Acknowledged early in his career as one of the shining lights of twentieth-century music, Leonard Bernstein soon contracted the disapproval of the classical music establishment for dissipating his enormous talent, sticking his fingers into too many musical pies: conducting, symphonic composition, jazz/classical hybridization, musical theater and teaching. Although his miscegenation of genres and styles angered purists, Bernstein’s compositions are among the most accessible and beloved by audiences. Bernstein was one of history’s most frenetic musicians. By the early 1950s, having succeeded as composer in the concert hall – his Symphony No. 1, “Jeremiah,” won the New York Music Critics’ Award – and on Broadway with On the Town and Wonderful Town, he cast around for an appropriate film project. He rejected many offers from Hollywood, but viewing the rough cuts of Marlon Brando’s acting in On the Waterfront, one of the greatest movies of the 1950s, finally inspired him to compose his only film score.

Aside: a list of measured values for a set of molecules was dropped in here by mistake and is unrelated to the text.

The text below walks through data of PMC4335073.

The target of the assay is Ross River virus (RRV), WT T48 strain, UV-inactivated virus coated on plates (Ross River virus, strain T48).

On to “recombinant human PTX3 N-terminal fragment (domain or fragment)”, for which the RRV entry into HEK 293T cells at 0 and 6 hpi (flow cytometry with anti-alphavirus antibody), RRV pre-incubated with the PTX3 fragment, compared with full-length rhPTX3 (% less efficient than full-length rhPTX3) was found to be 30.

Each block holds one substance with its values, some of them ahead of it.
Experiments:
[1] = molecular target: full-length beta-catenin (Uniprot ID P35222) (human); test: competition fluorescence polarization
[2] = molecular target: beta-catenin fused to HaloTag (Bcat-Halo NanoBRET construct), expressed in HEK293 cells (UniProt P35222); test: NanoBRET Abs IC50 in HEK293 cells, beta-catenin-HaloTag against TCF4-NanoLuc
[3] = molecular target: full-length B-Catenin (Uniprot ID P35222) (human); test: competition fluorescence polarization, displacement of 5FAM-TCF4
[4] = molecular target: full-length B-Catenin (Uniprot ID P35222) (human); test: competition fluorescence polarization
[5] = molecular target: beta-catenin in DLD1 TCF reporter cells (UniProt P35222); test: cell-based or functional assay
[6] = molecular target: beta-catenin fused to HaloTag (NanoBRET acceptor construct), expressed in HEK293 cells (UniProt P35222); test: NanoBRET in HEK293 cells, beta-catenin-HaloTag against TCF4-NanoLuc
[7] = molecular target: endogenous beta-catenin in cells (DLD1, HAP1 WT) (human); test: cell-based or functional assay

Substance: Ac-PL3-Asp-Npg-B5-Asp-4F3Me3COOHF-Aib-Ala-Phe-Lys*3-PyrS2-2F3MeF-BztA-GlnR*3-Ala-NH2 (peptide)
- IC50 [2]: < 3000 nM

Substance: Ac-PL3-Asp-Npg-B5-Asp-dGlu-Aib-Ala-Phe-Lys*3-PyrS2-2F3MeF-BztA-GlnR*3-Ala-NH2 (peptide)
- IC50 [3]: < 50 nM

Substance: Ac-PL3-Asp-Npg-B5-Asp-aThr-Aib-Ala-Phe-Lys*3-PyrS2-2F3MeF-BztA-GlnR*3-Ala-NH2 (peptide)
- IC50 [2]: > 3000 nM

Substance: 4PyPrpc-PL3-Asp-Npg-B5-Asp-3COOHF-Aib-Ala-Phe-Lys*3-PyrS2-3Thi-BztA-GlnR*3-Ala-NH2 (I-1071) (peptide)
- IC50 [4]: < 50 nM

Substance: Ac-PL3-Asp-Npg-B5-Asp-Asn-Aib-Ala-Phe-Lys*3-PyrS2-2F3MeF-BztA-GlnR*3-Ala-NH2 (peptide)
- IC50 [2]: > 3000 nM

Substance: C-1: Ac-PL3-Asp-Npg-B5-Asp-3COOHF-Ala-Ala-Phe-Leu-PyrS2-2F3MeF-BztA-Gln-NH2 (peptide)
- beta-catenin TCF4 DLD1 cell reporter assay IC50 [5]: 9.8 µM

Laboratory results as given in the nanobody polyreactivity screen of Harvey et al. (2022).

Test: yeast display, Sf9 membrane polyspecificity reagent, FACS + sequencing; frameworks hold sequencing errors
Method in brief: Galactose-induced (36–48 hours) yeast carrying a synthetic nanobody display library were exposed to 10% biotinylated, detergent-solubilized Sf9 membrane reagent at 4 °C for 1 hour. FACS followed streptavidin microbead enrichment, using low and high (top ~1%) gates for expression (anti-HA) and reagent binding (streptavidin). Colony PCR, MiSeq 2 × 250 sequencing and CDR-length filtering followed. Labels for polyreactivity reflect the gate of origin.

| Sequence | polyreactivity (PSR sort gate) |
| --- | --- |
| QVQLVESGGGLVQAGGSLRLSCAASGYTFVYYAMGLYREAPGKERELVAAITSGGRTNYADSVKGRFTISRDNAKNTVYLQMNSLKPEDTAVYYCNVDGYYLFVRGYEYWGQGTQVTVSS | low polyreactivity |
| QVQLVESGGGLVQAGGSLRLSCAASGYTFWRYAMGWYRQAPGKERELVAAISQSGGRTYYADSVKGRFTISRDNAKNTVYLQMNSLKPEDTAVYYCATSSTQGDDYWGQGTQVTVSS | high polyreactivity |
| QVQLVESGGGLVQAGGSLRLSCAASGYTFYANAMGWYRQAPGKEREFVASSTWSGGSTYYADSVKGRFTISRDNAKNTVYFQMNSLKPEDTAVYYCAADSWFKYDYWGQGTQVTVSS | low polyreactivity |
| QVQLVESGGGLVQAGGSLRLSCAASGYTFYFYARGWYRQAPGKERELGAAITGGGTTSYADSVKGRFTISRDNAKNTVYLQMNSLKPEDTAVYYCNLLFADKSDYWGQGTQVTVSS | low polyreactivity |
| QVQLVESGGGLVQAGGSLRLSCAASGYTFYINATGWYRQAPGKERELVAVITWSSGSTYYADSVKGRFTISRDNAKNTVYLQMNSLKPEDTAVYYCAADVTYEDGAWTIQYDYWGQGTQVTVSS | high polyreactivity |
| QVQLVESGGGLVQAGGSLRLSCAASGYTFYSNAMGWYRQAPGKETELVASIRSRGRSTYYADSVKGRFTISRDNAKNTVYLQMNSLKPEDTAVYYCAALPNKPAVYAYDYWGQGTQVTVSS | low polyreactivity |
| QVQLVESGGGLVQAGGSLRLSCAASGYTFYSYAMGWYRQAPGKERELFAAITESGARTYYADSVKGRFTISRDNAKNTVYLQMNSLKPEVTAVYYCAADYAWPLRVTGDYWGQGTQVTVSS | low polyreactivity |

The socio-political action drama is based on a 1949 series of Pulitzer Prize-winning articles in the New York Sun, exposing labor racketeering in the New York dockyards. Ex-boxer and dockyard worker Terry Malloy (Brando), a runner for boss “Johnny Friendly,” unwittingly enables the murder of a gentle but rebellious co-worker. Pressured to both speak and remain silent in the face of a crime investigation of the longshoremen’s cartel, Terry finds redemption through the example of the tough-talking priest Father Barry (Karl Malden), his love for the murdered man's sister Edie (Eva Marie-Saint) and finally, Friendly’s murder of Terry’s own brother. The film was directed by Elia Kazan and garnered eight Oscars. Bernstein’s score was nominated but was beaten out by Gene de Paul’s score for the musical Seven Brides for Seven Brothers.